3.22.2017 Day in History

water lake river dropIn Puerto Rico, this date marks Emancipation Day, which has, of course, yet to occur, while around the globe today is, apropos of warming climes, World Water Day; in the islands that we now know as England a thousand one hundred and forty-six years ago, the indigenous fighters of AEthelred of Wessex drove back Danish invaders at the Battle of Marton; King Ferdinand five hundred nine years ahead of the here and now designated Amerigo Vespucci as Spain’s primary imperial navigator; a hundred thirteen years subsequent to that, in 1621,English Pilgrims in Plymouth Colony negotiated a peace process with the Wampanoags indigenous to the region; three hundred sixty-five days henceforth, in 1622, South in Virginia, Algonquin fighters decimated English colonists in a coordinated attack that killed roughly a third of the colony’s immigrant population, nearly 350 people; eight years past that conjunction, back in New England in 1630, Massachusetts Bay outlawed even the possession of gaming paraphernalia like cards and dice; another eight years onward in the same place, in 1638, authorities expelled Anne Hutchinson for her dissenting ways; three quarters of a century more along time’s arc, in 1713, the Tuscarora War in Carolina Province annihilated the defendants of Fort Neoheroka and ‘opened’ Piedmont and Western regions of the colony to European incursion; twenty-six years later, in 1739, half a world away in the Subcontinent, the Persian conqueror Nader Shah led troops that sacked Delhi, including the Peacock Throne jewels; an additional nineteen years toward today, in 1758, back in New England, the fiery preacher and pamphleteer, Jonathan Edwards, died; seven years after that, across the Atlantic in imperial London in 1765, Parliament passed the Stamp Act, imposing an extractive tax on the colonies that was approximately as popular as random muggings by law; one hundred eighty-five years back, the great chronicler, thinker, and storyteller, Johann Wolfgang von Goethe, drew a final breath; not quite four decades subsequent to that juncture, in 1871, the sitting Governor of North Carolina became the first chief executive to leave office as a result of impeachment; a single year thereafter, in 1872, Illinois became the first State in the Union to mandate equal employment rights for women; one more year in the direction of now, in 1873, Spain’s Puerto Rican National Assembly finally banned slavery in the colony; thirteen more years down the pike, in 1886, Mark Twain, a lifetime member of the Typographical Union, delivered a rousing speech in favor of organized labor, “The Knights of Labor: a New Dynasty;” twenty-two years afterward, in 1908, a baby boy was born en route to a life as the storyteller and poet of the West, Louis L’Amour; a dozen years yet later on, in 1920, intermittent conflict among Armenians, Turks, & Azerbaijanis in Nagorno Karabakh escalated to the point that Armenians suffered catastrophic losses around Shushi, part of the slaughter of Armenians both during and in the aftermath of World War One; eight more years pointed toward now, in 1928, a male infant opened his eyes who would rise as the controversial cultural critic and proponent of conservative values, E.D. Hirsch; five years on, in 1933, FDR legalized the sale of beer and wine; eight years after that moment in time and space, in 1941, the vast construction project at Grand Coulee Dam came to a conclusion, after the employment of thousands of workers, of whom seventy or more lost their lives in the process; four years later, in 1945, as the ‘thousand year Reich’ collapsed, nations and peoples of the Levant and Northern Africa came together to form the Arab League; two years past that exact instant, in 1947, a baby male cried out who would grow up as the prolific novelist from a privileged background, James Patterson, and Truman ordered loyalty checks of federal employees;  five years farther down the pike, in 1952, the iconic picker and crooner and lyricist, Uncle Dave Macon, called out the music of his swan song; eight years afterward, in 1960, two future Nobel Laureates in physics received the first patent for a “Light Amplified by Stimulated Emission of Radiation” device, or Laser; a thousand ninety-five more days in the future from that point, in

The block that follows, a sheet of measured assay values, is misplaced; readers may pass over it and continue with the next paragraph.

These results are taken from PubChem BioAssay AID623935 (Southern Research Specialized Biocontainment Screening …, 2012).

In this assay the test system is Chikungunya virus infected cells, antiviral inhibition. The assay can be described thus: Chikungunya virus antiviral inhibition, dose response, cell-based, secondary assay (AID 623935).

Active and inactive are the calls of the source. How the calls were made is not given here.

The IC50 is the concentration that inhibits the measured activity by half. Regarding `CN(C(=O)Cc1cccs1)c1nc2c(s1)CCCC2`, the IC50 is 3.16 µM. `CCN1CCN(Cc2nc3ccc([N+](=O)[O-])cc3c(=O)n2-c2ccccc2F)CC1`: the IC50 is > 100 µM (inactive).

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1963, the Beatles released their first song collection, the ‘monster’ album, Please, Please Menot quite a decade subsequently, in 1972, the U.S. Congress followed the will of the people and sent an Equal Rights Amendment to the States for ratification, and the Supreme Court handed down a decision which affirmed the right of unmarried people to have and use contraceptives, essentially permitting human sexuality to exist in the eyes of the law; three more years even closer to the current context, in 1975, the Tennessee Valley Authority nuclear power station near Brown’s Ferry, Alabama underwent an almost catastrophic fire that shut down operation for decades at a cost of billions and untold health consequences from radiation venting to the environment; seven additional years on the path to today, in 1982, close to a thousand International Association of Machinists strikers faced wanton police attacks in Rhode Island, for which the governor later apologized, after ‘the damage was done;’ a year after that, in 1983, the Hummer had its origins in the Pentagon’s $1 billion+ investment; three hundred sixty-five days afterward, across the continent in 1984 California, hapless workers at the McMartin preschool faced hysterical, absurd charges of abusing their young kindergarteners in ritual, satanic fashion, which, again ‘after the damage was done,’ their accusers dropped as totally without foundation; six years henceforth, in 1990, a nearly five week, Spring Training lockout of professional baseball players ended when owners agreed to a minimum league salary of $100,000 and other player demands; three years yet more proximate to the present pass, in 1993, the Intel Corporation released its first popular and powerful Pentium computer chips; another half a decade onward in time, in 1998, a vicious six and a half year strike against the Caterpillar Corporation ended with an ‘agreement’ that included two-tier wages and other concessions that have bitterly divided the United Autoworkers ever since; seven years yet nearer to now, in 2005, the renowned Japanese architect, Kenzo Tange, who designed the Hiroshima Peace Museum, breathed his last; two additional years thereafter, in 2007, the popular philosopher and guru, U.G. Krishnamurti, lived out his final scene, and the news corporation and NBC announced a new web deal.